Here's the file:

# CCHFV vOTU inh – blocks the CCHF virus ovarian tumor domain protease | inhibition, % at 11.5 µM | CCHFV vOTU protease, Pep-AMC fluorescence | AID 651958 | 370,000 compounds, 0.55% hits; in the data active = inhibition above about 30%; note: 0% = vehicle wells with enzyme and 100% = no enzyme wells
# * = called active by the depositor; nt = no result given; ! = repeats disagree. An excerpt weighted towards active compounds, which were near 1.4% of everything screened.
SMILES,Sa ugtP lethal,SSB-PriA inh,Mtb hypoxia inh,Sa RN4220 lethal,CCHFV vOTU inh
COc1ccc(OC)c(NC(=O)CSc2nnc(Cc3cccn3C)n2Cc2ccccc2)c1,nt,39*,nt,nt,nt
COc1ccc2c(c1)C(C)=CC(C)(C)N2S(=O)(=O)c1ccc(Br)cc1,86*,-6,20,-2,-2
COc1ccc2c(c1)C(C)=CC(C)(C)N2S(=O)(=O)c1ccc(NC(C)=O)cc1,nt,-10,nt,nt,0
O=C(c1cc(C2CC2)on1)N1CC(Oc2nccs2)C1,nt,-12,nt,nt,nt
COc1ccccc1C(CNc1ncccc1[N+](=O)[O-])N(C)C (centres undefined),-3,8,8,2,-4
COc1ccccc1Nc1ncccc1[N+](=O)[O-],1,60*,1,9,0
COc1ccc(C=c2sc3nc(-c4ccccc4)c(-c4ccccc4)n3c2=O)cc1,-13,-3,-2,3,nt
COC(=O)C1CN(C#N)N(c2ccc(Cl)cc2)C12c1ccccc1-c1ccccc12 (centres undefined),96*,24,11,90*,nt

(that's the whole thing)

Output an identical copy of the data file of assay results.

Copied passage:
# CCHFV vOTU inh – blocks the CCHF virus ovarian tumor domain protease | inhibition, % at 11.5 µM | CCHFV vOTU protease, Pep-AMC fluorescence | AID 651958 | 370,000 compounds, 0.55% hits; in the data active = inhibition above about 30%; note: 0% = vehicle wells with enzyme and 100% = no enzyme wells
# * = called active by the depositor; nt = no result given; ! = repeats disagree. An excerpt weighted towards active compounds, which were near 1.4% of everything screened.
SMILES,Sa ugtP lethal,SSB-PriA inh,Mtb hypoxia inh,Sa RN4220 lethal,CCHFV vOTU inh
COc1ccc(OC)c(NC(=O)CSc2nnc(Cc3cccn3C)n2Cc2ccccc2)c1,nt,39*,nt,nt,nt
COc1ccc2c(c1)C(C)=CC(C)(C)N2S(=O)(=O)c1ccc(Br)cc1,86*,-6,20,-2,-2
COc1ccc2c(c1)C(C)=CC(C)(C)N2S(=O)(=O)c1ccc(NC(C)=O)cc1,nt,-10,nt,nt,0
O=C(c1cc(C2CC2)on1)N1CC(Oc2nccs2)C1,nt,-12,nt,nt,nt
COc1ccccc1C(CNc1ncccc1[N+](=O)[O-])N(C)C (centres undefined),-3,8,8,2,-4
COc1ccccc1Nc1ncccc1[N+](=O)[O-],1,60*,1,9,0
COc1ccc(C=c2sc3nc(-c4ccccc4)c(-c4ccccc4)n3c2=O)cc1,-13,-3,-2,3,nt
COC(=O)C1CN(C#N)N(c2ccc(Cl)cc2)C12c1ccccc1-c1ccccc12 (centres undefined),96*,24,11,90*,nt